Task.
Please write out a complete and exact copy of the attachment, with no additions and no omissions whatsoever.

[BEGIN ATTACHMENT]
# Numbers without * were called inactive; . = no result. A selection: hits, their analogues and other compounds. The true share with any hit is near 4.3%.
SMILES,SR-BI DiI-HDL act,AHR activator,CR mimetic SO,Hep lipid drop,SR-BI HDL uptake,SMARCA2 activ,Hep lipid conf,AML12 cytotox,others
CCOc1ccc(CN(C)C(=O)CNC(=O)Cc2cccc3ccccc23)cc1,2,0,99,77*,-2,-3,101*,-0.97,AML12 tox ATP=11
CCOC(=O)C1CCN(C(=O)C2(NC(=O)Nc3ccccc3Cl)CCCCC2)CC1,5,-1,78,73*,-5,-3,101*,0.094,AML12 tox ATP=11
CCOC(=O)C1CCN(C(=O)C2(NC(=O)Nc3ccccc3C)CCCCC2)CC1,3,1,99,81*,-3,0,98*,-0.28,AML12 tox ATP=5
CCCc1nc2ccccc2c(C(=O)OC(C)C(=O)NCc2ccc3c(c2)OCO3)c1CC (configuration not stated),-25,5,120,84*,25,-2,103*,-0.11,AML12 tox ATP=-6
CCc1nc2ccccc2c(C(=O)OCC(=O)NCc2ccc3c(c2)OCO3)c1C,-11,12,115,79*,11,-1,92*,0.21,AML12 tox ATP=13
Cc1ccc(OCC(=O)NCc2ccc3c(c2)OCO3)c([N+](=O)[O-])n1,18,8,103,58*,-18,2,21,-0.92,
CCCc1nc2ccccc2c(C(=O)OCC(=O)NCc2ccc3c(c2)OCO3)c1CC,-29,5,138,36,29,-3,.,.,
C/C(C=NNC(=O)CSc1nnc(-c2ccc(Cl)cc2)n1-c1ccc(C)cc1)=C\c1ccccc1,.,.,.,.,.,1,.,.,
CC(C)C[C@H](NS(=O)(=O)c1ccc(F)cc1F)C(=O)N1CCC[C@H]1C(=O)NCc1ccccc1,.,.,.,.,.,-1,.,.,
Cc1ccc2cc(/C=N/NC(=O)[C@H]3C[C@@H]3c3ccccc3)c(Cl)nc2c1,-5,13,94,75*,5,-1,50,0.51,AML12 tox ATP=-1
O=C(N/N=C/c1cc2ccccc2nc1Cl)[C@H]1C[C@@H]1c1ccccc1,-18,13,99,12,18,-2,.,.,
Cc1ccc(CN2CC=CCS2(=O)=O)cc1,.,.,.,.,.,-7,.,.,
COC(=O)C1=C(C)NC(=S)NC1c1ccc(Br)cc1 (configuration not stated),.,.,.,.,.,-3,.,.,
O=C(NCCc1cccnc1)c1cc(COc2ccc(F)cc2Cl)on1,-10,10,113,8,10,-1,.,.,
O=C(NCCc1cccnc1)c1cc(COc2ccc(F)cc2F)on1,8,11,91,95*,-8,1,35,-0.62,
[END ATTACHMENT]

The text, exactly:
# Numbers without * were called inactive; . = no result. A selection: hits, their analogues and other compounds. The true share with any hit is near 4.3%.
SMILES,SR-BI DiI-HDL act,AHR activator,CR mimetic SO,Hep lipid drop,SR-BI HDL uptake,SMARCA2 activ,Hep lipid conf,AML12 cytotox,others
CCOc1ccc(CN(C)C(=O)CNC(=O)Cc2cccc3ccccc23)cc1,2,0,99,77*,-2,-3,101*,-0.97,AML12 tox ATP=11
CCOC(=O)C1CCN(C(=O)C2(NC(=O)Nc3ccccc3Cl)CCCCC2)CC1,5,-1,78,73*,-5,-3,101*,0.094,AML12 tox ATP=11
CCOC(=O)C1CCN(C(=O)C2(NC(=O)Nc3ccccc3C)CCCCC2)CC1,3,1,99,81*,-3,0,98*,-0.28,AML12 tox ATP=5
CCCc1nc2ccccc2c(C(=O)OC(C)C(=O)NCc2ccc3c(c2)OCO3)c1CC (configuration not stated),-25,5,120,84*,25,-2,103*,-0.11,AML12 tox ATP=-6
CCc1nc2ccccc2c(C(=O)OCC(=O)NCc2ccc3c(c2)OCO3)c1C,-11,12,115,79*,11,-1,92*,0.21,AML12 tox ATP=13
Cc1ccc(OCC(=O)NCc2ccc3c(c2)OCO3)c([N+](=O)[O-])n1,18,8,103,58*,-18,2,21,-0.92,
CCCc1nc2ccccc2c(C(=O)OCC(=O)NCc2ccc3c(c2)OCO3)c1CC,-29,5,138,36,29,-3,.,.,
C/C(C=NNC(=O)CSc1nnc(-c2ccc(Cl)cc2)n1-c1ccc(C)cc1)=C\c1ccccc1,.,.,.,.,.,1,.,.,
CC(C)C[C@H](NS(=O)(=O)c1ccc(F)cc1F)C(=O)N1CCC[C@H]1C(=O)NCc1ccccc1,.,.,.,.,.,-1,.,.,
Cc1ccc2cc(/C=N/NC(=O)[C@H]3C[C@@H]3c3ccccc3)c(Cl)nc2c1,-5,13,94,75*,5,-1,50,0.51,AML12 tox ATP=-1
O=C(N/N=C/c1cc2ccccc2nc1Cl)[C@H]1C[C@@H]1c1ccccc1,-18,13,99,12,18,-2,.,.,
Cc1ccc(CN2CC=CCS2(=O)=O)cc1,.,.,.,.,.,-7,.,.,
COC(=O)C1=C(C)NC(=S)NC1c1ccc(Br)cc1 (configuration not stated),.,.,.,.,.,-3,.,.,
O=C(NCCc1cccnc1)c1cc(COc2ccc(F)cc2Cl)on1,-10,10,113,8,10,-1,.,.,
O=C(NCCc1cccnc1)c1cc(COc2ccc(F)cc2F)on1,8,11,91,95*,-8,1,35,-0.62,